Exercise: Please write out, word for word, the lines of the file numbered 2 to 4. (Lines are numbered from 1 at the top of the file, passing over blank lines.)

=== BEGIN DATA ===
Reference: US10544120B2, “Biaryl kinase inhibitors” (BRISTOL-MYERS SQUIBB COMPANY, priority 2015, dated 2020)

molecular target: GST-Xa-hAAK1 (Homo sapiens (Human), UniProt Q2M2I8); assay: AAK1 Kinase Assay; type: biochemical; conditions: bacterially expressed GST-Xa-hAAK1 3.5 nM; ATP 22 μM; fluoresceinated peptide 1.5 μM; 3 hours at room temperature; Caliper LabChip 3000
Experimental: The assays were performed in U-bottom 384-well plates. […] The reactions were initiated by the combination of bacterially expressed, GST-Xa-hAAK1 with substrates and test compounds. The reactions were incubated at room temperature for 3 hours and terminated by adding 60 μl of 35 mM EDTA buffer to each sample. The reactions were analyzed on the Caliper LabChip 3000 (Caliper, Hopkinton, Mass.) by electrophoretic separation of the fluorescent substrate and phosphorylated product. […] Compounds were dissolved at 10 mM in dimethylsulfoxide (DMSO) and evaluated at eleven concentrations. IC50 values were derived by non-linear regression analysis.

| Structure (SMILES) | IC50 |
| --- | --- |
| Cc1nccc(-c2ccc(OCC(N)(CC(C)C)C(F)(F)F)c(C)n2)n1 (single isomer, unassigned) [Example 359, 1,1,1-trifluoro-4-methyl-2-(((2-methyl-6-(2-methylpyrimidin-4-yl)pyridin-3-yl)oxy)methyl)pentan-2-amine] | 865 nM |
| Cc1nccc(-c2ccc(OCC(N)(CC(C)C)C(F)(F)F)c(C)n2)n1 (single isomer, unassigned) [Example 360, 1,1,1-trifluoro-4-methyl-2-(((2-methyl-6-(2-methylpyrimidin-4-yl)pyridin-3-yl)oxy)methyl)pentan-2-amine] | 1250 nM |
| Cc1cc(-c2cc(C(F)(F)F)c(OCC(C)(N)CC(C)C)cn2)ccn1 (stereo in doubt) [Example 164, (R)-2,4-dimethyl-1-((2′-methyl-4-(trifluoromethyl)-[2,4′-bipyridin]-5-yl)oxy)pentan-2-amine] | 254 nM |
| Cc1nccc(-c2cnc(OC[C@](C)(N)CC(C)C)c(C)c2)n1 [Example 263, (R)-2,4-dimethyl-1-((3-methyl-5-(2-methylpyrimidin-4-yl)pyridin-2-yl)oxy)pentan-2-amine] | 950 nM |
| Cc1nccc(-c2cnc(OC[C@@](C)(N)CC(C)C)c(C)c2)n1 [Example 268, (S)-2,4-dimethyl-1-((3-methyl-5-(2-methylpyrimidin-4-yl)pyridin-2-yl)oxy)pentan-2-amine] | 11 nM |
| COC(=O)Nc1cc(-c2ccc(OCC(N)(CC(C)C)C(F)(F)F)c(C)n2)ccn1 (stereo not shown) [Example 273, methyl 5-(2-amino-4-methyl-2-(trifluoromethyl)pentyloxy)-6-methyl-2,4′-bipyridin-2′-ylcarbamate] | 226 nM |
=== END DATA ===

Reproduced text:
molecular target: GST-Xa-hAAK1 (Homo sapiens (Human), UniProt Q2M2I8); assay: AAK1 Kinase Assay; type: biochemical; conditions: bacterially expressed GST-Xa-hAAK1 3.5 nM; ATP 22 μM; fluoresceinated peptide 1.5 μM; 3 hours at room temperature; Caliper LabChip 3000
Experimental: The assays were performed in U-bottom 384-well plates. […] The reactions were initiated by the combination of bacterially expressed, GST-Xa-hAAK1 with substrates and test compounds. The reactions were incubated at room temperature for 3 hours and terminated by adding 60 μl of 35 mM EDTA buffer to each sample. The reactions were analyzed on the Caliper LabChip 3000 (Caliper, Hopkinton, Mass.) by electrophoretic separation of the fluorescent substrate and phosphorylated product. […] Compounds were dissolved at 10 mM in dimethylsulfoxide (DMSO) and evaluated at eleven concentrations. IC50 values were derived by non-linear regression analysis.

| Structure (SMILES) | IC50 |